A story that illustrates vocal tension: X was in her 70’s. Can’t quite remember how she found my studio but she came along with her husband and two family members for a consult. They spoke on her behalf and she nodded in response. X hadn’t been able to speak for several months. She was able to force out barely audible whispered sounds at times but even that was a strain. When attempting to whisper X tightened her whole body, locked her larynx rigidly, her eyes became larger, breathing practically non-existent. It was obvious that her vocal problem was not just confined to her larynx. We worked on undoing some of this tension by addressing aspects of her posture and then we used a delicate movement of the head/ neck (finding occipital balance) to help undo the tightness. After a while I asked X if she observed she was less tense, “Oh yes I’m much ….” That was as far as she got before she placed her hand to her mouth while receiving laughter and applause from the family. I mention this to illustrate that ‘we undo into connection.’ It’s not a doing it’s an undoing. We are all connected by nature (functionality). It is the way we disconnect that causes problems.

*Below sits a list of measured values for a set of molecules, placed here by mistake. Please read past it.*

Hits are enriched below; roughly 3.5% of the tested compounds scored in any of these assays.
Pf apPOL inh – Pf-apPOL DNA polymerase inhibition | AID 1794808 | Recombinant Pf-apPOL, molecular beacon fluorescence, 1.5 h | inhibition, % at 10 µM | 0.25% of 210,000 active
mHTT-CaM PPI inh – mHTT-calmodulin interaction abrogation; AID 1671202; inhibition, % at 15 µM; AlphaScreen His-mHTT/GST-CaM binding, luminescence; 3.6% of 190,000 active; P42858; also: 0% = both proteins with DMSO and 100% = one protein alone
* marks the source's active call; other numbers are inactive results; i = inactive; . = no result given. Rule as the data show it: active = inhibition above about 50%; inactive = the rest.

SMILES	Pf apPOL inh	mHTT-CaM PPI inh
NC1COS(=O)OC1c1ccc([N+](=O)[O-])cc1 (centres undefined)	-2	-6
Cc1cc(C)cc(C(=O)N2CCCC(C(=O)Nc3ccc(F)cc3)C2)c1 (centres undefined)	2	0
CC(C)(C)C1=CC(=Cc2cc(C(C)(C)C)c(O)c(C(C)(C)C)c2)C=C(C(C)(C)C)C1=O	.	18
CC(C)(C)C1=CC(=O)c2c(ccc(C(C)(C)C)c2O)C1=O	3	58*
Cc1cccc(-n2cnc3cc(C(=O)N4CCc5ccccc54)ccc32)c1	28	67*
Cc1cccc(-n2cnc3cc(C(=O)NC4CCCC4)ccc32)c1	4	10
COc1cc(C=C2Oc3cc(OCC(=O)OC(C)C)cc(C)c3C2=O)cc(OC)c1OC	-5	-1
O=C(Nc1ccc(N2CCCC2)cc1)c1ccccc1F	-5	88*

If the jaw and tongue are tight it’s no use just exercising the muscles of the jaw and tongue. This will actually make the problem worse. One would be merely exercising over the existing tensions (like the comedic Elocution Teacher does in the above film clip). Learning to articulate lightly without undue muscular tension will open up new pathways for freer speech. Likewise, muddy unclear sounds can be undone by addressing: restricted breathing patterns, hearing the range of various vowel sounds more accurately in ourselves, and by undoing unnecessary vocal tension habits – the major root cause of vocal strain. And it is not a lengthy process. Understanding the foundations of healthy vocal use, and a willingness to do a little homework will invite change. If an individual has just minor vocal quirks then a group online class lasting from an hour and a half to two hours will result in fundamental and observable vocal changes.

Conclusion

The business world is morphing more and more into online communication. Zoom meetings are exploding. This relatively new business format requires an understanding not only of using our voices well but of preserving our vocal shelf life. Occupational vocal health is fast becoming the focus of professionals who depend on their voices to make a living. A meta-analysis of 6 papers on voice disorders in occupations with vocal load showed that more than 82 percent of the 2347 subjects had voice problems at some time during their career (SJPH Zdr Varst. 2018).

Individual professionals and employers neglect vocal training and vocal health at their peril.

John A Baron is the owner of Vocal Communication In Business. A professional actor in England for over 10 years playing leading roles in professional theatre and in film and TV, business owner, corporate trainer, a senior teacher, teacher/trainer of The Alexander Technique, and renowned voice coach. http://vocalcommunicationinbusiness.com/